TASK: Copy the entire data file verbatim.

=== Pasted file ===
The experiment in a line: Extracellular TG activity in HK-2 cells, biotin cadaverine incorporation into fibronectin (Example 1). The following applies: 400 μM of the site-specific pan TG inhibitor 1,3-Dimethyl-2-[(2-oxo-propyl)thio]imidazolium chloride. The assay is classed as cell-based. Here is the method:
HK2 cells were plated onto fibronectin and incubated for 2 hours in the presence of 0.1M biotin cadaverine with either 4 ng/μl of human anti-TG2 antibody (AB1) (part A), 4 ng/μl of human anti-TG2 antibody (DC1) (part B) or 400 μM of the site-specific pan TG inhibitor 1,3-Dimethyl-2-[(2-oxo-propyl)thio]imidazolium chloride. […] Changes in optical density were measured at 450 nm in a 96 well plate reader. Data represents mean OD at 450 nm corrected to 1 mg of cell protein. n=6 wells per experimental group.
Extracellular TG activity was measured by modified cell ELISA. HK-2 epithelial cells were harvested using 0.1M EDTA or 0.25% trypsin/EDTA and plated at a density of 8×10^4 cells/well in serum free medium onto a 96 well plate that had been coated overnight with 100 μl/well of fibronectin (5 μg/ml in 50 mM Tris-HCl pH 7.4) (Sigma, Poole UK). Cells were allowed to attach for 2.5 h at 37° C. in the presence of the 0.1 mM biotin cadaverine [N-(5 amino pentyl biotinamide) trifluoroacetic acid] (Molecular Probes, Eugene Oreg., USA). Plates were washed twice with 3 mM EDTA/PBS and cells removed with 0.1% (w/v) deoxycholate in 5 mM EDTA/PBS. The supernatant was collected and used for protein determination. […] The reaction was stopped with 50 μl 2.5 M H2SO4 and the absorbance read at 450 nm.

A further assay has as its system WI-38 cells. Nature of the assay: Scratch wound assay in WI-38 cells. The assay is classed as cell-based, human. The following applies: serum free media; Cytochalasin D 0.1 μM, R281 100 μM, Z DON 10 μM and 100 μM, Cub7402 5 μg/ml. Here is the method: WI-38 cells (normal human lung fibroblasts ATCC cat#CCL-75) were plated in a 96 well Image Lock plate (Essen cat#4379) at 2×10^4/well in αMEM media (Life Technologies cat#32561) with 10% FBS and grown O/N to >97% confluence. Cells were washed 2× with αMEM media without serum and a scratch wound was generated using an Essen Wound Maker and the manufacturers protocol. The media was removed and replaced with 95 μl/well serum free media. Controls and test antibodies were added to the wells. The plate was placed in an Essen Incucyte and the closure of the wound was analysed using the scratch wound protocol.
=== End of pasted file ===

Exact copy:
The experiment in a line: Extracellular TG activity in HK-2 cells, biotin cadaverine incorporation into fibronectin (Example 1). The following applies: 400 μM of the site-specific pan TG inhibitor 1,3-Dimethyl-2-[(2-oxo-propyl)thio]imidazolium chloride. The assay is classed as cell-based. Here is the method:
HK2 cells were plated onto fibronectin and incubated for 2 hours in the presence of 0.1M biotin cadaverine with either 4 ng/μl of human anti-TG2 antibody (AB1) (part A), 4 ng/μl of human anti-TG2 antibody (DC1) (part B) or 400 μM of the site-specific pan TG inhibitor 1,3-Dimethyl-2-[(2-oxo-propyl)thio]imidazolium chloride. […] Changes in optical density were measured at 450 nm in a 96 well plate reader. Data represents mean OD at 450 nm corrected to 1 mg of cell protein. n=6 wells per experimental group.
Extracellular TG activity was measured by modified cell ELISA. HK-2 epithelial cells were harvested using 0.1M EDTA or 0.25% trypsin/EDTA and plated at a density of 8×10^4 cells/well in serum free medium onto a 96 well plate that had been coated overnight with 100 μl/well of fibronectin (5 μg/ml in 50 mM Tris-HCl pH 7.4) (Sigma, Poole UK). Cells were allowed to attach for 2.5 h at 37° C. in the presence of the 0.1 mM biotin cadaverine [N-(5 amino pentyl biotinamide) trifluoroacetic acid] (Molecular Probes, Eugene Oreg., USA). Plates were washed twice with 3 mM EDTA/PBS and cells removed with 0.1% (w/v) deoxycholate in 5 mM EDTA/PBS. The supernatant was collected and used for protein determination. […] The reaction was stopped with 50 μl 2.5 M H2SO4 and the absorbance read at 450 nm.

A further assay has as its system WI-38 cells. Nature of the assay: Scratch wound assay in WI-38 cells. The assay is classed as cell-based, human. The following applies: serum free media; Cytochalasin D 0.1 μM, R281 100 μM, Z DON 10 μM and 100 μM, Cub7402 5 μg/ml. Here is the method: WI-38 cells (normal human lung fibroblasts ATCC cat#CCL-75) were plated in a 96 well Image Lock plate (Essen cat#4379) at 2×10^4/well in αMEM media (Life Technologies cat#32561) with 10% FBS and grown O/N to >97% confluence. Cells were washed 2× with αMEM media without serum and a scratch wound was generated using an Essen Wound Maker and the manufacturers protocol. The media was removed and replaced with 95 μl/well serum free media. Controls and test antibodies were added to the wells. The plate was placed in an Essen Incucyte and the closure of the wound was analysed using the scratch wound protocol.